Acknowledgments

The authors gratefully acknowledge the financial supported by National Natural Science Foundation of China (NSFC) (11574113, 1374123, 11374123 and 11604024); Graduate Innovation Fund of Jilin University (2016155).

Author Contributions

Zhiwei Men and Chenglin Sun conceived and designed the experiments; Nan Gong performed the experiments; Chen Chen and Nan Gong analyzed the data; Zuowei Li contributed reagents/materials/analysis tools; Chen Chen wrote the paper.

Conflicts of Interest

The authors declare no conflict of interest.

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  • Sample Availability: Samples of the compounds all-trans-β-Carotene and Chlorophyll-a are available from the authors.
Figure 1. Absorption spectra of Chl-a and β-Car mixing solution, inset: the corresponding Chl-a fluorescence emission. The excited wavelength of the emission is 532 nm.
Figure 1. Absorption spectra of Chl-a and β-Car mixing solution, inset: the corresponding Chl-a fluorescence emission. The excited wavelength of the emission is 532 nm.
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Figure 2. Stern-Volmer type plot of Chl-a and β-Car mixing in different solvents.
Figure 2. Stern-Volmer type plot of Chl-a and β-Car mixing in different solvents.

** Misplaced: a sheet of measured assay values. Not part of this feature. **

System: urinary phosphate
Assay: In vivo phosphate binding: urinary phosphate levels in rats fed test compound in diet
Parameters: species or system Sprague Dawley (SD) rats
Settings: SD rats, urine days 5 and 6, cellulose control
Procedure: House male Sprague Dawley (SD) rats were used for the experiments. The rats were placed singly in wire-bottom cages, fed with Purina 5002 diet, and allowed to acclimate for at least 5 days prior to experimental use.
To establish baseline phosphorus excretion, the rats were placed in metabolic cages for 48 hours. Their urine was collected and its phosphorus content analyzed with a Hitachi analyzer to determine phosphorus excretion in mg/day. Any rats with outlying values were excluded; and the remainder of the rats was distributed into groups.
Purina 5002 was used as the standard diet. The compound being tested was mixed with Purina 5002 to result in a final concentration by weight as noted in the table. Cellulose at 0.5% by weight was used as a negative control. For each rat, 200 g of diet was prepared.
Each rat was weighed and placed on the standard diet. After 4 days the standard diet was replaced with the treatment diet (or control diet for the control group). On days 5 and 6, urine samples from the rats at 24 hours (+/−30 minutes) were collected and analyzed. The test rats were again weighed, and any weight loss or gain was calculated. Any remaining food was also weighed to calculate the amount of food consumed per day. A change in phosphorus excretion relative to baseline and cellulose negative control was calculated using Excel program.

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Figure 3. Proposed energy transfer scheme in Chl-a and β-Car in different solvents.
Figure 3. Proposed energy transfer scheme in Chl-a and β-Car in different solvents.
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Figure 4. Fluorescence spectra red-shift by increasing solvent polarizability.
Figure 4. Fluorescence spectra red-shift by increasing solvent polarizability.
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Figure 5. Absorption spectra of Chl-a and β-Car in different polarizability non-polar solvents.
Figure 5. Absorption spectra of Chl-a and β-Car in different polarizability non-polar solvents.
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Figure 6. Fluorescence blue-shift with increasing concentration of β-Car.
Figure 6. Fluorescence blue-shift with increasing concentration of β-Car.